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Undersea cable damage disrupts Internet services in East Africa

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Internet connectivity was disrupted in several East African nations on Sunday due to faults reported on the East African Submarine Cable System (EASSy) and SEACOM cables, Internet monitoring groups said.

In a post on X (formerly Twitter), NetBlocks stated, “Network data show a disruption to Internet connectivity in and around multiple East African countries”.

It was noted that Tanzania and the French Island of Mayotte were experiencing a high impact on Internet connectivity, while Mozambique and Malawi were seeing a medium impact.

Another Internet firm, Cloudflare, also confirmed on X that connectivity disruptions were ongoing in Tanzania, Malawi, Mozambique, and Madagascar.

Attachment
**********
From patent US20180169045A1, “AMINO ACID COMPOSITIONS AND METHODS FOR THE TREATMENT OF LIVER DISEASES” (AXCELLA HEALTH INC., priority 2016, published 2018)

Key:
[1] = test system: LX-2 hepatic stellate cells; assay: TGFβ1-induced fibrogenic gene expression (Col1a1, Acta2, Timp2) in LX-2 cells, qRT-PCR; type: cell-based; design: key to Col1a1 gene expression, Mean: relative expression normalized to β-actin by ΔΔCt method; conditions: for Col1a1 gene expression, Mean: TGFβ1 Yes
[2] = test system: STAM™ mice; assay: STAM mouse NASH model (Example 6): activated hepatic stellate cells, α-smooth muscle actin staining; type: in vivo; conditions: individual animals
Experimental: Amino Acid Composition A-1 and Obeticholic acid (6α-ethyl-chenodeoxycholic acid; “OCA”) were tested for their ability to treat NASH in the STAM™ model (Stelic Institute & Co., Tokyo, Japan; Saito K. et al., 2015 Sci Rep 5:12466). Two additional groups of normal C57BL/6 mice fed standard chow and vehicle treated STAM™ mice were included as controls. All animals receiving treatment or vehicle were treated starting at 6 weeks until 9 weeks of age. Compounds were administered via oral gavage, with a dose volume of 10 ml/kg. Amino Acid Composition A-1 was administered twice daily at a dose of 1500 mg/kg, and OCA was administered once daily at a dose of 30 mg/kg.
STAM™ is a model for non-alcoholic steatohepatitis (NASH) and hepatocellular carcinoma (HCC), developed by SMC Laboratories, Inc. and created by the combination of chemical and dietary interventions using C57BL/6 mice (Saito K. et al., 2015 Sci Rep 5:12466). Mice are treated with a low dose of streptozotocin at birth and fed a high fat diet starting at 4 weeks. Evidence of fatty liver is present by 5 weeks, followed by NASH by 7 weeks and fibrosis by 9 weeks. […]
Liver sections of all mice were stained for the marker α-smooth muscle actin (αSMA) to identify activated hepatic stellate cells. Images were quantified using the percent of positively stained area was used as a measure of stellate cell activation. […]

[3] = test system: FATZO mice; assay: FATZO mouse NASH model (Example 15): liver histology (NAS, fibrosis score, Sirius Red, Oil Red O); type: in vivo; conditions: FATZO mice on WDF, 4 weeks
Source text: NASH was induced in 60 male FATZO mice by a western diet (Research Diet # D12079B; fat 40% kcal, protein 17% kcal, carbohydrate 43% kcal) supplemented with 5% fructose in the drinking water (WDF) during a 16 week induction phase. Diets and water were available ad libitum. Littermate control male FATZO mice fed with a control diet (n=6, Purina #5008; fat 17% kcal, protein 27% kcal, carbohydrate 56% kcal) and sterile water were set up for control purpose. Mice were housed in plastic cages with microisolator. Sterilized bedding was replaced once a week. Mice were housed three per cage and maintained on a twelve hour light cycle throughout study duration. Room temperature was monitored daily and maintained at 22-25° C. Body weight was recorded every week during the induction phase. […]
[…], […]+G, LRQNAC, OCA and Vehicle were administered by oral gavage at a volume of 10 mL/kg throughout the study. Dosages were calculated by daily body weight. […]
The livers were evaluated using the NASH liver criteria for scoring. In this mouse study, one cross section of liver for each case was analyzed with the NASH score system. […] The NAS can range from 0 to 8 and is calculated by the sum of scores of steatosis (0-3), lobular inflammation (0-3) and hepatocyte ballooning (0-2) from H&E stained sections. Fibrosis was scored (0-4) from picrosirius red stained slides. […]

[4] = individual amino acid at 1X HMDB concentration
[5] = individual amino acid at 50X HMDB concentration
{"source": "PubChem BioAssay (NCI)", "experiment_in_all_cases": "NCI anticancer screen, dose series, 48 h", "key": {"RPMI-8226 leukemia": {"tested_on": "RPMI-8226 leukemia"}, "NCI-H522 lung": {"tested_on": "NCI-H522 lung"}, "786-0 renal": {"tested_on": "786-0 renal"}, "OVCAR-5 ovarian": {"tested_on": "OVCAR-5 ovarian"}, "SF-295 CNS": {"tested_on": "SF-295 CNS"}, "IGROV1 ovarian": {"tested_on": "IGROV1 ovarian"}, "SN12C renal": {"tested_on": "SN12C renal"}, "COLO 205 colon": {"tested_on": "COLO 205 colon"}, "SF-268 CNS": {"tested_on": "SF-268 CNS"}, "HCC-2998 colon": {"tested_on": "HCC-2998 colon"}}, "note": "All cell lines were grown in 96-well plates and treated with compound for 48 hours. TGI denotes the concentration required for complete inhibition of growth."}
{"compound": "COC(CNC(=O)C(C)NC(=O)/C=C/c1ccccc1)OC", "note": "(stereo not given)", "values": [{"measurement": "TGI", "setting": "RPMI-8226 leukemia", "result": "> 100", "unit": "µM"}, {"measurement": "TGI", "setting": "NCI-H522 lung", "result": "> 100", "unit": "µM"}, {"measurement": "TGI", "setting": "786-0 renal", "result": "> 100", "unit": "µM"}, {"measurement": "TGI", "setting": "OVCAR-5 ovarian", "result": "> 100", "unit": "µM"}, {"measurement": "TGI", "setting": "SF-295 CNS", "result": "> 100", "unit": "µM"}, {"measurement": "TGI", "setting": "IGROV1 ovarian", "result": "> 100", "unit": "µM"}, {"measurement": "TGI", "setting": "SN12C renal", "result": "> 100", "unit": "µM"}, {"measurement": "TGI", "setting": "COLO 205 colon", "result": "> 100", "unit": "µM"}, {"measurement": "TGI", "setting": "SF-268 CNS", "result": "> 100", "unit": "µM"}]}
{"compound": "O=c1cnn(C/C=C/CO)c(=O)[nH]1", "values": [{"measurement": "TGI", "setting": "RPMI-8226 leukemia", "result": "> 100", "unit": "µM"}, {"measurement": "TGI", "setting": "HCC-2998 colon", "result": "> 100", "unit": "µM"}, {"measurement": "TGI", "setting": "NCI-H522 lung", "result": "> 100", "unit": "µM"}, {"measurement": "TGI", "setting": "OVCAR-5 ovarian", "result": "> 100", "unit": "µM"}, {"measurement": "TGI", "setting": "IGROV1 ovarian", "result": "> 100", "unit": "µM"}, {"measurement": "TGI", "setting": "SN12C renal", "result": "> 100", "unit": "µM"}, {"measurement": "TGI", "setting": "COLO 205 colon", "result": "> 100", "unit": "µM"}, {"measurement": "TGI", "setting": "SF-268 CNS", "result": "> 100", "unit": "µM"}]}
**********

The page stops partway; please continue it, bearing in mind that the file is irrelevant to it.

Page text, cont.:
Earlier, Safaricom, Kenya’s biggest telecoms operator, announced that it had activated redundancy measures to minimise service interruption and keep subscribers connected as they await the full restoration of the cable.

The telecom operator said subscribers would experience reduced Internet speeds.

In March, Internet outages were reported in West African countries, including Nigeria, Ivory Coast, Liberia, Benin, Ghana, and Burkina Faso, as well as South Africa.

The outages were attributed to damage to four sub-sea cables off the west coast of Africa, which disrupted connectivity across the continent.

The affected cables included the West Africa Cable System, MainOne, South Atlantic 3, and ACE sea cables, which are critical for telecommunications data.

The Chief Executive Officer of West Indian Ocean Cable Company, Chris Wood, said it could result in collective repair costs of about $8 million for the four digital infrastructure companies affected.

The cable firms might need to allocate between $1 million and $2 million for the complete restoration of a single subsea cable, depending on the severity of the damage incurred, he explained in March.

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